The Federal Reserve reported yesterday a continued rise in home values, offering a boost to household wealth. From 2006 to 2011, housing wealth fell from $23 trillion to $16 trillion, a loss that devastated the U.S. economy. Our research estimates that almost half of the decline in spending during the Great Recession can be attributed to the decline in house prices.
So the rise in housing wealth–reported to be back up to $19.4 trillion–must be great news for household spending, right? Well, unfortunately, the story is a bit more complicated. The rise in housing values over the past two years has been unconventional, driven by a strong price rebound in foreclosed properties and increasing participation by investors. This is not your 2002 to 2006 housing boom–it is fundamentally different, and therefore unlikely to fuel household spending to a significant degree.
The macroeconomic data may hide this fact, but a look at the microeconomic data makes it more transparent. Below, we provide charts based on city-level data, where we look at the relation between house price growth, the share of purchases by investors, and foreclosures. City-level data help us see why house prices are rising. For example, house prices in Phoenix, Arizona have risen sharply. Phoenix also saw a huge amount of foreclosures during the housing crisis, and a large number of investor purchases in the past three years. In general, are cities with strong house price growth the same cities where there was a bad foreclosure crisis? Are they cities where we see many investor purchases? Our analysis below examines these questions. In our charts, each dot is a city where the size of the dot reflects the population of the city, and we also plot the regression line that shows the relation between the two variables.
Here is the correlation between house price growth from 2010 to 2013 in a city and foreclosures per homeowner during the foreclosure crisis. As the red line shows, there is a strong positive relation — house prices have rebounded much stronger in cities that went through a horrible foreclosure crisis.
The strong house price rebound in high foreclosure-rate cities likely reflects these markets bouncing back after excessive price declines. But these foreclosed properties are not being bought by traditional owner-occupiers that plan on living in the home. Instead, they have been bought by investors in large numbers.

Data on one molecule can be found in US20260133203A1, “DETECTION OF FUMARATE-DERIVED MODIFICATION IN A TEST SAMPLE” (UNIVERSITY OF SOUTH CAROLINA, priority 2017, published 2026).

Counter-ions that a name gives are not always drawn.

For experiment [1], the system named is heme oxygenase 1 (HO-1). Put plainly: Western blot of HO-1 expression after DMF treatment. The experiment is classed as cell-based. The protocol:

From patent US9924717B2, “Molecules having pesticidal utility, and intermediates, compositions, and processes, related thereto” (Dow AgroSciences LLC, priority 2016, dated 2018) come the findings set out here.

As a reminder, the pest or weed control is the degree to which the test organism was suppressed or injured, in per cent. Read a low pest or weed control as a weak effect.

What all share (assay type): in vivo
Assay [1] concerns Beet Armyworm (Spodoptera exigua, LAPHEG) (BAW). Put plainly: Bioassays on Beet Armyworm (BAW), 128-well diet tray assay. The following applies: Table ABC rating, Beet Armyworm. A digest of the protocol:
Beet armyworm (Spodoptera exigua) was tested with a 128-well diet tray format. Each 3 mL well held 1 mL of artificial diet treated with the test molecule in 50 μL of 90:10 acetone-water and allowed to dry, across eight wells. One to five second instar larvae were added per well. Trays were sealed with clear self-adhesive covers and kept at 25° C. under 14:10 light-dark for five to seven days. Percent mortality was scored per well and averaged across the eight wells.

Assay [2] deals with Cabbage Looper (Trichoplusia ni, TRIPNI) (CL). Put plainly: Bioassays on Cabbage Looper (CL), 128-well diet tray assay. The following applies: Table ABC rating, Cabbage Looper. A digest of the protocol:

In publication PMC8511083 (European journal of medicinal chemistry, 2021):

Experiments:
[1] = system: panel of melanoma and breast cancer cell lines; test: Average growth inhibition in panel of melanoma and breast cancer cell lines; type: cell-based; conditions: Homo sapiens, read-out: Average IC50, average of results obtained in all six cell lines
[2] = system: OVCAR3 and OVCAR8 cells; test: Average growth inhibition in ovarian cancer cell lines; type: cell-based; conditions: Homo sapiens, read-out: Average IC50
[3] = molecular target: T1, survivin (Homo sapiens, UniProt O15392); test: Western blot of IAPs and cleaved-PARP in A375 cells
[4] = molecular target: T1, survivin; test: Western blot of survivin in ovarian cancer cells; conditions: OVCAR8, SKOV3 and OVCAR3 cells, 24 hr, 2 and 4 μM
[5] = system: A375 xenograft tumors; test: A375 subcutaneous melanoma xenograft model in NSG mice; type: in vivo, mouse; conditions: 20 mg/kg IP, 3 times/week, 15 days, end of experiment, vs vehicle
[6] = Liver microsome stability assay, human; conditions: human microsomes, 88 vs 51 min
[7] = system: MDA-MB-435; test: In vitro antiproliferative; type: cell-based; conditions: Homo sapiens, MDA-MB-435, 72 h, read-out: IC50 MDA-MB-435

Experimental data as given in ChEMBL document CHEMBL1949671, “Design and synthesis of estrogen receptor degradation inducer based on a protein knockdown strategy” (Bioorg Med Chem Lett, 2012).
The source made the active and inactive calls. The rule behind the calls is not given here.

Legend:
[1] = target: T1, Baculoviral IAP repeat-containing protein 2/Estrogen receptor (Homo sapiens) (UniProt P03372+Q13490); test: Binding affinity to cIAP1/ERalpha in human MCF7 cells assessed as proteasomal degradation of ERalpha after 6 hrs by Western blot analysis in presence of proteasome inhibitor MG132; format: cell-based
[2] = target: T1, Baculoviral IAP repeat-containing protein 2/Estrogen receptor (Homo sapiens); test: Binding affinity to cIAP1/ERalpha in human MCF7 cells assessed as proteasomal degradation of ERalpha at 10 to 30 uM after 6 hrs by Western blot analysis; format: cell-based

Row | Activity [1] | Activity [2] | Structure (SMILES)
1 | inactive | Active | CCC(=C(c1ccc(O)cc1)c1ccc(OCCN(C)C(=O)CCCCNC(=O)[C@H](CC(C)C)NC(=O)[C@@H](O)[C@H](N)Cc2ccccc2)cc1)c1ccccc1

Here we plot the change in the fraction of homes bought by investors in a city against foreclosures per homeowner. The investor-share data come from DataQuick, where we count an investor purchase as one in which the buyer provides a zip code in the mailing address that is different than the zip code of the property she is buying. The change in investor share purchases in a city is the average share of all purchases by investors in 2010, 2011, and 2012 subtracting off the 2006 investor purchase share.
As the red regression line shows, cities with worse foreclosure crises from 2008 to 2010 saw a much larger increase in investor purchases in 2010, 2011, and 2012. These two charts lead to the following insight: house price gains over the last three years have been driven to a large degree by investors buying up foreclosed properties. The following chart shows the relation between house price growth from 2010 to 2013 in a city and the share of investor purchases:
Most know that homeownership rates have fallen since the Great Recession. These correlations suggest that a substantial share of the rise in house prices have been driven by properties that are being converted from owner-occupied to investor-owned.
This has implications for the effects of rising home values on household spending. Our research has shown that lower credit score, lower income homeowners have by far the highest marginal propensity to borrow and consume out of housing wealth. These are exactly the households that have likely exited homeownership through delinquency and foreclosure. Investors tend to be much richer than the average household–a rise in the value of investor-owned property will likely have almost no effect on their spending.
We can see the mitigated effect of rising home values on spending by looking at borrowing directly. Here is the evolution of house prices and cash-out mortgage refinancing–where a household takes money out of their home. The chart plots both from 1998 through 2013.
During the housing boom prior to the Great Recession, cash-out refinancing closely tracked house price growth. When house prices rose, people cashed out equity. However, something changed over the past three years. House prices are rising, but cash-out refinancing remains extremely low. This reflects in part the fact that the types of homeowners that would normally spend out of their housing wealth are no longer homeowners. The “housing as an ATM” channel is not nearly as strong as it was from 2002 to 2006.
This is not to say that household spending in recent years has been unaffected by credit markets. There has been a sharp rise in non-mortgage debt in recent years, particularly auto debt. Has the rise in these other types of debt helped fuel spending? We plan on addressing this question in a future post.